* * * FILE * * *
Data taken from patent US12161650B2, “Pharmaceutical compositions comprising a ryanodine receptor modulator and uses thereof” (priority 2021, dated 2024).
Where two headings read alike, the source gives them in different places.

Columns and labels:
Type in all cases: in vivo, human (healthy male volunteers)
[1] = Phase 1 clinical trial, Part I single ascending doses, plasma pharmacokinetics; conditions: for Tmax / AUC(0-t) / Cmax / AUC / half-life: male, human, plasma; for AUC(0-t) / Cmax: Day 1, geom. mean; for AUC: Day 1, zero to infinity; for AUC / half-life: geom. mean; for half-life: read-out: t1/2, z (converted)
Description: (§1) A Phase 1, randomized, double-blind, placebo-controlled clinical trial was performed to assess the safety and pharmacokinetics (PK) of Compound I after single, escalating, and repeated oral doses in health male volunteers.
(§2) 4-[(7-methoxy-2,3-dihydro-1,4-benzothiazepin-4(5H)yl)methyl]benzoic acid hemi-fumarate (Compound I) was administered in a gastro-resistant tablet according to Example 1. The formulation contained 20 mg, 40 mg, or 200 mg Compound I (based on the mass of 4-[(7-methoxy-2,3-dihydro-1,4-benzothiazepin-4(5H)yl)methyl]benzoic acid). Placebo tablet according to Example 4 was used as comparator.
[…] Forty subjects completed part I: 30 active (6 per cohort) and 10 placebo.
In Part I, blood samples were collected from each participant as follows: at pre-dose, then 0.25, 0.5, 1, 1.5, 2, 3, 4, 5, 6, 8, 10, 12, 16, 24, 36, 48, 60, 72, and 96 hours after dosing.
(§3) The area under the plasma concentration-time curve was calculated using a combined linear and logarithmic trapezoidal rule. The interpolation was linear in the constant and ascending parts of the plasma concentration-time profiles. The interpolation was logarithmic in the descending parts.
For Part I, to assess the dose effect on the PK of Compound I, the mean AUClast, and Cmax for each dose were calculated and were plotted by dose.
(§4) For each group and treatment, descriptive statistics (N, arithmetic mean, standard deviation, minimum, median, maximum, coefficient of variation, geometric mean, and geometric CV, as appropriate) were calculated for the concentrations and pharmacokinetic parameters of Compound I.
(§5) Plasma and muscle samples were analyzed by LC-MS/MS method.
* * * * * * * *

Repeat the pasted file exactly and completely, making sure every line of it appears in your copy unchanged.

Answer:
Data taken from patent US12161650B2, “Pharmaceutical compositions comprising a ryanodine receptor modulator and uses thereof” (priority 2021, dated 2024).
Where two headings read alike, the source gives them in different places.

Columns and labels:
Type in all cases: in vivo, human (healthy male volunteers)
[1] = Phase 1 clinical trial, Part I single ascending doses, plasma pharmacokinetics; conditions: for Tmax / AUC(0-t) / Cmax / AUC / half-life: male, human, plasma; for AUC(0-t) / Cmax: Day 1, geom. mean; for AUC: Day 1, zero to infinity; for AUC / half-life: geom. mean; for half-life: read-out: t1/2, z (converted)
Description: (§1) A Phase 1, randomized, double-blind, placebo-controlled clinical trial was performed to assess the safety and pharmacokinetics (PK) of Compound I after single, escalating, and repeated oral doses in health male volunteers.
(§2) 4-[(7-methoxy-2,3-dihydro-1,4-benzothiazepin-4(5H)yl)methyl]benzoic acid hemi-fumarate (Compound I) was administered in a gastro-resistant tablet according to Example 1. The formulation contained 20 mg, 40 mg, or 200 mg Compound I (based on the mass of 4-[(7-methoxy-2,3-dihydro-1,4-benzothiazepin-4(5H)yl)methyl]benzoic acid). Placebo tablet according to Example 4 was used as comparator.
[…] Forty subjects completed part I: 30 active (6 per cohort) and 10 placebo.
In Part I, blood samples were collected from each participant as follows: at pre-dose, then 0.25, 0.5, 1, 1.5, 2, 3, 4, 5, 6, 8, 10, 12, 16, 24, 36, 48, 60, 72, and 96 hours after dosing.
(§3) The area under the plasma concentration-time curve was calculated using a combined linear and logarithmic trapezoidal rule. The interpolation was linear in the constant and ascending parts of the plasma concentration-time profiles. The interpolation was logarithmic in the descending parts.
For Part I, to assess the dose effect on the PK of Compound I, the mean AUClast, and Cmax for each dose were calculated and were plotted by dose.
(§4) For each group and treatment, descriptive statistics (N, arithmetic mean, standard deviation, minimum, median, maximum, coefficient of variation, geometric mean, and geometric CV, as appropriate) were calculated for the concentrations and pharmacokinetic parameters of Compound I.
(§5) Plasma and muscle samples were analyzed by LC-MS/MS method.